Hard Reviews 4
by Martin Popoff

Flotsam And Jetsam - My God
(Metal Blade)

Perhaps more organic than the steely Unnatural Selection (an album the band now disowns), My God is also distinguished by the fact that guitarist Mark Simpson writes all the music and Eric A.K. writes all the lyrics, something that was usually a collaboration between him and fired manager Eric Braverman. There's a bit of a dark vibe to the album, as well as a loose urgency. Indeed the band and producer Bill Metoyer had all sorts of computer problems and the resultant production is fine but unremarkable, certainly not grand. There are proggy dynamics to the thing as well, along with a depressing sense of defeat (check out the stark and honest Nothing To Say and the musical ennui of Weather To Do). Eric is branching out into different vocal styles, and in general, the band is like a confused and confusing version of a ragged Metal Church or Annihilator, jumbled with brilliant metal ideas, yes, jumbled. A pretty wild ride indeed, way up there and pounding it out fast one moment, tossing in the rock towel like Geldof's Pink one song later. Like the film biz, My God is hurry up and wait: a swirling, languid, heat-swelled fan-the-face drift punctuated by moments of extreme anxious chaos.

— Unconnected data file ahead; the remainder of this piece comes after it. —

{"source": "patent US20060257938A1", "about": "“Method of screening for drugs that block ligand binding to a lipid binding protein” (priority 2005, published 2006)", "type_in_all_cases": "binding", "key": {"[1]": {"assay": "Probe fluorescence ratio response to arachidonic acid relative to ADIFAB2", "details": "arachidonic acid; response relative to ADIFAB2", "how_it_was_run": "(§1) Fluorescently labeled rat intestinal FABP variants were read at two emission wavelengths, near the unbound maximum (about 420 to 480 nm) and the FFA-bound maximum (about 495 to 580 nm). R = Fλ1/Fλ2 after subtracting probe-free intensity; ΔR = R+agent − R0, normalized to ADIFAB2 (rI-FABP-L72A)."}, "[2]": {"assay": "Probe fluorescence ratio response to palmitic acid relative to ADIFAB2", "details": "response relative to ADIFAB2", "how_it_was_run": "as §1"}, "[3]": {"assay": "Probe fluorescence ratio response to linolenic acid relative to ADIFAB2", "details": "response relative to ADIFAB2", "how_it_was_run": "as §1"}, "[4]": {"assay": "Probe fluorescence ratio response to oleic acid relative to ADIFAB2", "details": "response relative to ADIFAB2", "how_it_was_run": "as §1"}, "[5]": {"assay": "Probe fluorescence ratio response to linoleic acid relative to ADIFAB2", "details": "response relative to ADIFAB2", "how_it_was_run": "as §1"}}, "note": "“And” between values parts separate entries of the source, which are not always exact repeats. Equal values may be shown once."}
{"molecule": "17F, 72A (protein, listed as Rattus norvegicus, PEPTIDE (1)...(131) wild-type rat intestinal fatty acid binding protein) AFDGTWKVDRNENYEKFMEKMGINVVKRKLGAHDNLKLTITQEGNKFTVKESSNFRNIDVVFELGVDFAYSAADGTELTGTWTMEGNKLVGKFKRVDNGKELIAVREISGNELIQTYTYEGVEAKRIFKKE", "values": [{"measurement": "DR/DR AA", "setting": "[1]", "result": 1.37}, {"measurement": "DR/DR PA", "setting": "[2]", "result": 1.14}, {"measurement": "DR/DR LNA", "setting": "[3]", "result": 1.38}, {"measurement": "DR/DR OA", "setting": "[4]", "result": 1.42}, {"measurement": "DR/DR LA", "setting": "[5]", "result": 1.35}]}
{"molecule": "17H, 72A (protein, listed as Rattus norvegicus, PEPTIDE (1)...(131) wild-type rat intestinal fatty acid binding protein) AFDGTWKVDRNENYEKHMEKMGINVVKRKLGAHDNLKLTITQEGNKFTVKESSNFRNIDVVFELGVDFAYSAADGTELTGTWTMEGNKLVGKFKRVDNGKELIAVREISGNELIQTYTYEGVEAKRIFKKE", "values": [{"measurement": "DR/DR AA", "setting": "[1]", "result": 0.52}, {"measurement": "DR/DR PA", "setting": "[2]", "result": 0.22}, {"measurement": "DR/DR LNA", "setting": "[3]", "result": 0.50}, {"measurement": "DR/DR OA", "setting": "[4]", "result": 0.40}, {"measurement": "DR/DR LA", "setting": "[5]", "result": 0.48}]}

Rating 7.5

Epoch Of Unlight - Caught In The Unlight!
(The End)

Losing a guitarist and changing the bassist, Epoch Of Unlight is now a tight and taut three-piece, zipping along, perfecting and honing their unique sound which is increasingly melodic, less black and more thrash. As well, big underground producer Keith Falgout (Soilent Green, Crowbar) has toughened the drum sound, both snare and kick on the debut sounding eccentric and mickey mouse, here cutting through like a snot-nosed below-radar Dimmu while Jason Smith's guitar sound gets a little Dismember-ed, all in creation of a surgical power trio madness that is head-exploding, infectious and stabbing (check out Crimson And Steel for daring rock 'n' roll-ness at 200 mph). It's an interesting formula, comprising rich heavy metal riffs with death-black vocals and punky blastbeats, pushing the thing underground with integrity but trudging through mud and quicksand to emerge in the enjoyment of (un)light, oddly reminding one of Edge Of Sanity, At The Gates, maybe a little Haunted, all told, a cohesive, focused, relentless, methodical, measured avalanche of small rocks, pebbles, buckshot, broken glass, ball bearings...
Rating 8